We’ve all been there, stuck with bad light and fresh out of ideas. I may spend up to an hour pre-lighting before a model or subject steps onto set, I work out the kinks and make sure everything is how it should be. But, despite my best efforts to make it right, every now and then I run out of time and have to wing it. We all have our “go to” lighting scenarios, but when you’re standing in unknown territory, keep the following tips in mind and you just might make it through the storm.
Mark Seliger is one of the top portrait photographers in the world. His career spans thirty years and in this time he has photographed some of the biggest names in music, politics, business and entertainment. Interviewing him was fascinating. Who has inspired him? What would he say to his younger self if he could go back to when he was just starting out, and which photographer would he choose to take his portrait, if given the chance?
Adobe Max is a creative conference where artists from around the world the chance to interact with beta designs, see great speakers and learn from professionals and of course, see what new software and hardware advancements Adobe is adding to the fold. This year, Microsoft made a surprise appearance, and at the end of the keynote they gave everyone attending MAX a Surface Pro 3. This is a big deal, and not just because it's a free 2-in-1.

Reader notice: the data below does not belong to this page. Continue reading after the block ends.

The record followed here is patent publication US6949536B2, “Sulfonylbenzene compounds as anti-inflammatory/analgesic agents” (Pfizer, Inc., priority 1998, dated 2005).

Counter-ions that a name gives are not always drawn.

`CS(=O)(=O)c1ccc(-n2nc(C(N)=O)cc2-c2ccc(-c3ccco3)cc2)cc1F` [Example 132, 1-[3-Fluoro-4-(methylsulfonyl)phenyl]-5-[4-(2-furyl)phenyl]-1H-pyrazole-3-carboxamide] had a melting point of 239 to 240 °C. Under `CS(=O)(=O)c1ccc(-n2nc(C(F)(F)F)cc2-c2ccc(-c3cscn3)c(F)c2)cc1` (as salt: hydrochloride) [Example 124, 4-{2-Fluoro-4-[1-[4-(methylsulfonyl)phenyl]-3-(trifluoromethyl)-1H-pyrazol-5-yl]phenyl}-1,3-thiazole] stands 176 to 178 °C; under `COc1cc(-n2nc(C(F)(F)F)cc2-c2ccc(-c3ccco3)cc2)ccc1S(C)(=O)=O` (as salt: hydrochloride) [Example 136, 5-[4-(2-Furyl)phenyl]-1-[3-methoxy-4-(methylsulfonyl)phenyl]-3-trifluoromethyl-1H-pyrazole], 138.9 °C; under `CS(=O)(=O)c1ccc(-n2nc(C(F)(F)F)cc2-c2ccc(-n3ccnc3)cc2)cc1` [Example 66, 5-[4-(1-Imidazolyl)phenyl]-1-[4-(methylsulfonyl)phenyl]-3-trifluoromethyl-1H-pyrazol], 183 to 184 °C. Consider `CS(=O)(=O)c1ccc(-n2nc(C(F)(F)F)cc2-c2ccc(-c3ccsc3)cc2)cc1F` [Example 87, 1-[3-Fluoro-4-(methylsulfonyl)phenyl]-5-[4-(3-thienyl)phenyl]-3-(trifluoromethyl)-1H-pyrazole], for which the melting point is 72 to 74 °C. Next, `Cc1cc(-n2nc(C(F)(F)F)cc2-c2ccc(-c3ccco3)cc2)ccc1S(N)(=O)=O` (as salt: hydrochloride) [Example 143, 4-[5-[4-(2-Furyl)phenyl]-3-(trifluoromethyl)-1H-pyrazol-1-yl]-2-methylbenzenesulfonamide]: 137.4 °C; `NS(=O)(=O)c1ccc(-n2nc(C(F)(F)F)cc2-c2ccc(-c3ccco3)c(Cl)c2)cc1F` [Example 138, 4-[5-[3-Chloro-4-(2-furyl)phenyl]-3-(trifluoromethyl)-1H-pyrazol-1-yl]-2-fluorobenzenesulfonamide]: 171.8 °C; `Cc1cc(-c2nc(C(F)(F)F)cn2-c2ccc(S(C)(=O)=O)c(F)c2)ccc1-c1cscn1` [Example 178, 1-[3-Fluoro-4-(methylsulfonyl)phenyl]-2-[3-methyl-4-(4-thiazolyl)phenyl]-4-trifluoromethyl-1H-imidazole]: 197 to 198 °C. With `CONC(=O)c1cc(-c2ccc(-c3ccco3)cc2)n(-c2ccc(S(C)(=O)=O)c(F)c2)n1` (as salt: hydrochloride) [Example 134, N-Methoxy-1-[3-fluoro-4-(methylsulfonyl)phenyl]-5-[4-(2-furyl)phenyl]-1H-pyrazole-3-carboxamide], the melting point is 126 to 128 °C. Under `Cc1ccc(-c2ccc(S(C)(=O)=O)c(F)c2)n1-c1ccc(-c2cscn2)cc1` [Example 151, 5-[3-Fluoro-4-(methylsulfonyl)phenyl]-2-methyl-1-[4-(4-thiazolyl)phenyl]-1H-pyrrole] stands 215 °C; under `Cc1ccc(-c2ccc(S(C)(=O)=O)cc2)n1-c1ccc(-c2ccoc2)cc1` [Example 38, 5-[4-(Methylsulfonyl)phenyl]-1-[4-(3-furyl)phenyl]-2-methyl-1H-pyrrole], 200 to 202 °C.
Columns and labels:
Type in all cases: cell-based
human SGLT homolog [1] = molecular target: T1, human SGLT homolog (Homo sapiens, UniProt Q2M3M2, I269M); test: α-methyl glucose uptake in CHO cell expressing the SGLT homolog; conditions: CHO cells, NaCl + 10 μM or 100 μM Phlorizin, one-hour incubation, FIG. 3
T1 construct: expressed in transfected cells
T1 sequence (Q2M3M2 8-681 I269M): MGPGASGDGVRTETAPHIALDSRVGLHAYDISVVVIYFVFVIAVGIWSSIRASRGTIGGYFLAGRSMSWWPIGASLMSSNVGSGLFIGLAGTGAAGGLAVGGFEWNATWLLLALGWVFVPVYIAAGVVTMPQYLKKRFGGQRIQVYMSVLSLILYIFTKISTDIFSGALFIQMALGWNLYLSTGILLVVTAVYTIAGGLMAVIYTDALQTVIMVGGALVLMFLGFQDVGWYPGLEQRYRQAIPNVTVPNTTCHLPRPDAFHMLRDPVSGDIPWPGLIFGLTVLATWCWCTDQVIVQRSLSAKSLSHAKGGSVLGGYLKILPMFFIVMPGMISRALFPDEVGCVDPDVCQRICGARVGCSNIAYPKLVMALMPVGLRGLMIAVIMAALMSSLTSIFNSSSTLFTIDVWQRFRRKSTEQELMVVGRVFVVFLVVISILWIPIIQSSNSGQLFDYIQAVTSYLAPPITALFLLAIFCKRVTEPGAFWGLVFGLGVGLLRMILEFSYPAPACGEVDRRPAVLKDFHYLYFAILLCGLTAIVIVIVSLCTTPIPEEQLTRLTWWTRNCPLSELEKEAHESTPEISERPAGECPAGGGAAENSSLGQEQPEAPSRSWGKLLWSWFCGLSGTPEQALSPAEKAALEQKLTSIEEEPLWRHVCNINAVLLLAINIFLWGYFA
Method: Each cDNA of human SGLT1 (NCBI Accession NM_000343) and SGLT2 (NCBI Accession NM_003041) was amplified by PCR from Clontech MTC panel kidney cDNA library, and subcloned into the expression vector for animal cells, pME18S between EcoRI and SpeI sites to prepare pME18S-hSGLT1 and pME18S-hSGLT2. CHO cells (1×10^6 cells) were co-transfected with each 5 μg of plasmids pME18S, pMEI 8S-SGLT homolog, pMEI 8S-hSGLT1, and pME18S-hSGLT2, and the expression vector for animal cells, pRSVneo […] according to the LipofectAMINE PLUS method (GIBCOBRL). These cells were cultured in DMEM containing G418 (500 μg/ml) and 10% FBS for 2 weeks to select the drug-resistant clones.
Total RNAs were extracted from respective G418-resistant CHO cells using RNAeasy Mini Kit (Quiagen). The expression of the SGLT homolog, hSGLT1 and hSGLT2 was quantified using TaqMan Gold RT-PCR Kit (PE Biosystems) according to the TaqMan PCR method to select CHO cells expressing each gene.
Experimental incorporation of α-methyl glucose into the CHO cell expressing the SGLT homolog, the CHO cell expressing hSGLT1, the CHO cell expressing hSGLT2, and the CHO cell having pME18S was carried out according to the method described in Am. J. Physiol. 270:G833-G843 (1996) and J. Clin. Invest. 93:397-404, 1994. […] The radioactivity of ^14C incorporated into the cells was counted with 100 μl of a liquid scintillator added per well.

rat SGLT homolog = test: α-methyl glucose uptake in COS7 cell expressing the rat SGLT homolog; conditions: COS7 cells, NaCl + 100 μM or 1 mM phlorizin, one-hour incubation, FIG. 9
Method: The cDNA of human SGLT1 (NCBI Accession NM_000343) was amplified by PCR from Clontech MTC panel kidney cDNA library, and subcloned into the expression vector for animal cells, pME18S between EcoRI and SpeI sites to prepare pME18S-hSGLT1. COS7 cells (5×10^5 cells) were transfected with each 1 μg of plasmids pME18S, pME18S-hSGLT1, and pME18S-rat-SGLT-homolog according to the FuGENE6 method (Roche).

In a recent article by Jaron Schneider about the Metabones Speedbooster on a Black Magic Pocket Cinema Camera, several readers had questions about the model designed for the GH4, whether this one would work with it or not, and other comments. I bought one of these a week ago and wrote this article to tell you what works, and what doesn’t.
Originally, the idea of a “creative cloud” was difficult for many to grapple when it was first announced. When I spoke to him about a year ago, Photoshop mastermind Jeff Chien understood how we felt: Adobe couldn’t just put the software in the cloud and actually expect it to be an improvement. It had to mean more. Since then, Adobe has been trying to get to the point where the public would be on the same page as them in this regard. They might be getting there with today’s announcements, which are expanding the connectivity of your accounts in CC in ways that finally make the CC model begin to make sense.
Anthony Duron and Mark Rainwater were one of the first same-sex couples married in Indiana on June 27th, 2014 after a federal judge overturned the state's ban on gay marriage. Unfortunately, a federal appeals court put a hold on the ruling and they have been waiting in a sort of limbo ever since. The U.S. Supreme Court is currently deciding whether to hear the issue of gay marriage from several states, so many couples like Anthony and Mark have been waiting anxiously for vindication over the last three months. I was honored with the opportunity to take portraits of these two gentlemen and I learned a lot about love and life along the way.